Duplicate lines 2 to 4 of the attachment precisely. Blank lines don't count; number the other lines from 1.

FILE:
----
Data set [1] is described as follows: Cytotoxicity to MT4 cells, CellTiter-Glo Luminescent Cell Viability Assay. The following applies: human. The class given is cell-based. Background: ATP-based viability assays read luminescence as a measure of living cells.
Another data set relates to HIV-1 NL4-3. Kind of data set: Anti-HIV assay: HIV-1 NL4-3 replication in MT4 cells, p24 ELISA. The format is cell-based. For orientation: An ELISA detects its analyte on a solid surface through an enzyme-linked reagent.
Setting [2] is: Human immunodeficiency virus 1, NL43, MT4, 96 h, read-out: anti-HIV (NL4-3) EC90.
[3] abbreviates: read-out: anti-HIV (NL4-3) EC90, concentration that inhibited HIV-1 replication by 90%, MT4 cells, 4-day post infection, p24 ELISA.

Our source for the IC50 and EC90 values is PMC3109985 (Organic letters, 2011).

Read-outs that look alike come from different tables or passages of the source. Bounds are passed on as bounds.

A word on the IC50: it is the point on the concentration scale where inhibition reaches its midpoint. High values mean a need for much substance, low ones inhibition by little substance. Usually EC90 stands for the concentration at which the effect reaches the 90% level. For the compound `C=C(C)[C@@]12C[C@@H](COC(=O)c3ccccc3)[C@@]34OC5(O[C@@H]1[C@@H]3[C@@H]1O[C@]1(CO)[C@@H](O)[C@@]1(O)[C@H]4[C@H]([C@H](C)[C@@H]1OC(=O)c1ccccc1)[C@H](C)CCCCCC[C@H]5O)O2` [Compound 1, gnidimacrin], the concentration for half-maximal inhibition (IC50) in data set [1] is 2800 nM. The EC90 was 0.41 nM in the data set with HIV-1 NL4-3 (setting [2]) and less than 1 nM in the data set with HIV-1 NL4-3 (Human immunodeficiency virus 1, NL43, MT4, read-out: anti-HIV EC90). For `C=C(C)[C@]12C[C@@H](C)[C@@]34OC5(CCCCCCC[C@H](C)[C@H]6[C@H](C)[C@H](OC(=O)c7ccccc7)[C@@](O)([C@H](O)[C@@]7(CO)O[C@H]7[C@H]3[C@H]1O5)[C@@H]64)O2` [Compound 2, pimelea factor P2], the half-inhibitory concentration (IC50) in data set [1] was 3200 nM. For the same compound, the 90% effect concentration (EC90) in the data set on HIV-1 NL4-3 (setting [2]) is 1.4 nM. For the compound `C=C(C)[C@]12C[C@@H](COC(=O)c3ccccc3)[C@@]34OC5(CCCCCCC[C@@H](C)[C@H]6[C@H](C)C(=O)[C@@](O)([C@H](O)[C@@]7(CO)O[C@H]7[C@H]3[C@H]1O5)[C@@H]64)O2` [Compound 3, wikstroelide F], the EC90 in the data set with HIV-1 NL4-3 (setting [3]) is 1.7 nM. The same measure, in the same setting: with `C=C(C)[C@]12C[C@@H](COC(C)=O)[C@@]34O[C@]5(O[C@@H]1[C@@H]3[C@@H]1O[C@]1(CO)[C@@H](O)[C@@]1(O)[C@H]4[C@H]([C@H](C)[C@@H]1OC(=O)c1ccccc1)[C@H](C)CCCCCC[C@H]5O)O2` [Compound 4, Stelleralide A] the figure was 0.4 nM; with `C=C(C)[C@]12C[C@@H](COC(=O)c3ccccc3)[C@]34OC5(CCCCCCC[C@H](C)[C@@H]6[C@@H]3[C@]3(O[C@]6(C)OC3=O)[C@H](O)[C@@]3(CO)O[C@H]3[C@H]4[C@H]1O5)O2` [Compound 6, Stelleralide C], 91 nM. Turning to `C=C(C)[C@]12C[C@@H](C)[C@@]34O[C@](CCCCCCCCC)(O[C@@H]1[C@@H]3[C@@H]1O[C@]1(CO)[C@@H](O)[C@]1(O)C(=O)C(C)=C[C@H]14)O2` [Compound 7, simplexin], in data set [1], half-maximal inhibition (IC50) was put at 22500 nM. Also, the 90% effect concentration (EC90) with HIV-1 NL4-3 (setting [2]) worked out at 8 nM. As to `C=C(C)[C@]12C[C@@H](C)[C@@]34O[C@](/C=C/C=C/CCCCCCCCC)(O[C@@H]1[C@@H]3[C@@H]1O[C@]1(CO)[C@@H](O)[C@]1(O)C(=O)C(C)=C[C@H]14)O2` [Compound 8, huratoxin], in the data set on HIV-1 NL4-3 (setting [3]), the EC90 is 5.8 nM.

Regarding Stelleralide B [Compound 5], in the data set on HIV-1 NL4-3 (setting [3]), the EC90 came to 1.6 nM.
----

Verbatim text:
Another data set relates to HIV-1 NL4-3. Kind of data set: Anti-HIV assay: HIV-1 NL4-3 replication in MT4 cells, p24 ELISA. The format is cell-based. For orientation: An ELISA detects its analyte on a solid surface through an enzyme-linked reagent.
Setting [2] is: Human immunodeficiency virus 1, NL43, MT4, 96 h, read-out: anti-HIV (NL4-3) EC90.
[3] abbreviates: read-out: anti-HIV (NL4-3) EC90, concentration that inhibited HIV-1 replication by 90%, MT4 cells, 4-day post infection, p24 ELISA.